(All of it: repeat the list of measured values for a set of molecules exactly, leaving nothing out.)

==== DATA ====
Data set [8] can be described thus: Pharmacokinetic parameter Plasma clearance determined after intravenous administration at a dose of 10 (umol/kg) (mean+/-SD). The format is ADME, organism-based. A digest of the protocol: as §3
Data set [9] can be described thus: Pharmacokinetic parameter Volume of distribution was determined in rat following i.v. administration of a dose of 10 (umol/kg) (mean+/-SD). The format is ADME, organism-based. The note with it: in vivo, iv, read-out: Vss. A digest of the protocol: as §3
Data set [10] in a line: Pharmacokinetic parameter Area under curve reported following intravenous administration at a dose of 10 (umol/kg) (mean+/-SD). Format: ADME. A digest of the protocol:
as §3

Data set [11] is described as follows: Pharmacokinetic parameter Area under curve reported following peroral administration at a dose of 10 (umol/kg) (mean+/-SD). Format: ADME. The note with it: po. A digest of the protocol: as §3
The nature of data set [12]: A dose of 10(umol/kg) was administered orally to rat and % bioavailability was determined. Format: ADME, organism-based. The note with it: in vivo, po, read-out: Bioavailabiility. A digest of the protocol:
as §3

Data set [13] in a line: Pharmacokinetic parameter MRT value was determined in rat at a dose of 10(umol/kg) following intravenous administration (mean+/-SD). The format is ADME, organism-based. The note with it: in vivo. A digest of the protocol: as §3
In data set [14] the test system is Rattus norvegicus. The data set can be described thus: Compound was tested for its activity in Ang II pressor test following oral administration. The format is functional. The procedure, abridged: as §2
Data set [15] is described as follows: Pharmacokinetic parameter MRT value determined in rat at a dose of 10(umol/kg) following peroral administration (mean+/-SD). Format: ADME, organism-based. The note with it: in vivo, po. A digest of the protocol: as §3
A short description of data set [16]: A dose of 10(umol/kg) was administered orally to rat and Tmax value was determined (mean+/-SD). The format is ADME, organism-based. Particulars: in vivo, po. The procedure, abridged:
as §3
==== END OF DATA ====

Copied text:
Data set [8] can be described thus: Pharmacokinetic parameter Plasma clearance determined after intravenous administration at a dose of 10 (umol/kg) (mean+/-SD). The format is ADME, organism-based. A digest of the protocol: as §3
Data set [9] can be described thus: Pharmacokinetic parameter Volume of distribution was determined in rat following i.v. administration of a dose of 10 (umol/kg) (mean+/-SD). The format is ADME, organism-based. The note with it: in vivo, iv, read-out: Vss. A digest of the protocol: as §3
Data set [10] in a line: Pharmacokinetic parameter Area under curve reported following intravenous administration at a dose of 10 (umol/kg) (mean+/-SD). Format: ADME. A digest of the protocol:
as §3

Data set [11] is described as follows: Pharmacokinetic parameter Area under curve reported following peroral administration at a dose of 10 (umol/kg) (mean+/-SD). Format: ADME. The note with it: po. A digest of the protocol: as §3
The nature of data set [12]: A dose of 10(umol/kg) was administered orally to rat and % bioavailability was determined. Format: ADME, organism-based. The note with it: in vivo, po, read-out: Bioavailabiility. A digest of the protocol:
as §3

Data set [13] in a line: Pharmacokinetic parameter MRT value was determined in rat at a dose of 10(umol/kg) following intravenous administration (mean+/-SD). The format is ADME, organism-based. The note with it: in vivo. A digest of the protocol: as §3
In data set [14] the test system is Rattus norvegicus. The data set can be described thus: Compound was tested for its activity in Ang II pressor test following oral administration. The format is functional. The procedure, abridged: as §2
Data set [15] is described as follows: Pharmacokinetic parameter MRT value determined in rat at a dose of 10(umol/kg) following peroral administration (mean+/-SD). Format: ADME, organism-based. The note with it: in vivo, po. A digest of the protocol: as §3
A short description of data set [16]: A dose of 10(umol/kg) was administered orally to rat and Tmax value was determined (mean+/-SD). The format is ADME, organism-based. Particulars: in vivo, po. The procedure, abridged:
as §3